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Old 06-24-2013, 03:15 PM   #8
gjc8
 
Join Date: Oct 2005
Default Re: Reconciling Martian and Terran environmental needs

Quote:
Originally Posted by vicky_molokh View Post
Correct, but the little dragons were assembled differently, and modifying them isn't exactly feasible (at the moment, anyway).
Well, that was specifically addressing the fact that the dragons have no problem with CO2 levels well-below Mars-normal. Since they're something different, it wouldn't necessarily be so. But since THS biotech is clearly up to producing parahumans than can deal with both Earth-normal and Mars-normal levels of CO2, there's no reason to be surprised that the dragons are also capable of handling both Earth-normal and Mars-normal CO2 levels.

Quote:
Originally Posted by vicky_molokh View Post
Thanks, this is exactly the sort of thing I was wondering about. Is there a way to measure the level of this fire hazard based on oxygen content? (I'm assuming you mean specifically the %, since partial pressure is no higher than normal.)
Quote:
Originally Posted by MEDICAL AND PHYSIOLOGICAL CONSIDERATIONS FOR A HIGH-ALTITUDE MMA SITE
As a general rule, fire hazard decreases as the partial pressure of oxygen decreases, because of the reduced amount of oxygen available for combustion, and increases as the partial pressure of nitrogen decreases, because of decreased nitrogen quenching. Whether or not a particular atmosphere provides increased or decreased fire hazard depends on which of these effects dominate and on the particular material considered for combustion. The NFPA (1993) defines an oxygen enriched atmosphere to have increased fire hazard, in the sense that it will support increased burning rates of materials, if the percentage concentration of oxygen is greater than 23.45/(TPatmos)^0.5...A commonly used atmosphere in the Space Shuttle and Space Station is 527 Torr (10.2 psi, 0.69 atmos.) barometric pressure, 30 % oxygen, which is used to promote nitrogen washout prior to entering the low pressure (4 psi) spacesuit atmosphere for extravehicular activity. Burning rates for a number of common materials have been measured (NASA, 1992) at the NASA White Sands Test Facility in New Mexico in this 0.69 atmos, 30% oxygen atmosphere. It is reassuring that NASA considers the risk associated with this oxygen enriched atmosphere, which has a significantly higher partial pressure of oxygen than the MMA oxygen enriched atmosphere, to be acceptable, even for a permanently manned spacecraft such as the Space Station....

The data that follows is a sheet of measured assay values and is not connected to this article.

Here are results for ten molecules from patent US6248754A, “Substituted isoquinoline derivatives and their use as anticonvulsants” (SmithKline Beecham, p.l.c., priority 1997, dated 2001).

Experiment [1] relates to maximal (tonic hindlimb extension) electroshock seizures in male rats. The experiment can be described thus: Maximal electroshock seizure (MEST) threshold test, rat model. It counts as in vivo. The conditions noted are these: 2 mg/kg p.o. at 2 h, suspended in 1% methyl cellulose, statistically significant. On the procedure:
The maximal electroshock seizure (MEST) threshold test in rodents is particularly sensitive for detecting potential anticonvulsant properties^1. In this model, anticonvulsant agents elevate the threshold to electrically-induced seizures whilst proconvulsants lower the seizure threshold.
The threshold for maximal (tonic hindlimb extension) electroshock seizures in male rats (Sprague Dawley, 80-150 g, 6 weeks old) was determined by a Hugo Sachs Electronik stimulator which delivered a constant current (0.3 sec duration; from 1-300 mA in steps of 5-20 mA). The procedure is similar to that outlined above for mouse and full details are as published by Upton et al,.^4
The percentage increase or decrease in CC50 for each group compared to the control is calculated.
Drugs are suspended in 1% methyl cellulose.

The discussion in the previous paragraph was concerned principally with the fire hazard of solid materials. Common sense requires that flammable gases and liquids must not be used in an oxygen enriched atmosphere....Volatile liquids require careful handling even without oxygen enrichment. Olsen (1995b) has found that volatile liquids ignite more easily on top of Mauna Kea and their vapors spread more readily than at sea-level. This is due in part to the fact that the flash point of volatile liquids decreases as barometric pressure is reduced. The flash points of typical volatile liquids such as benzene and ethanol are about 8C lower at 5000 m altitude than at sea-level (NFPB, Fig 3-5D, 1992).
Emphasis added.
MEDICAL AND PHYSIOLOGICAL CONSIDERATIONS FOR A HIGH-ALTITUDE MMA SITE

.6 bar and 30% oxygen is right on the border of the definition of an oxygen enriched atmosphere provided by that formula.

Last edited by gjc8; 06-24-2013 at 03:19 PM.
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Tags
atmosphere, atmospheric pressure, composition, mars, mars-adapted, oxygen, partial pressure, pressure-tolerant lungs

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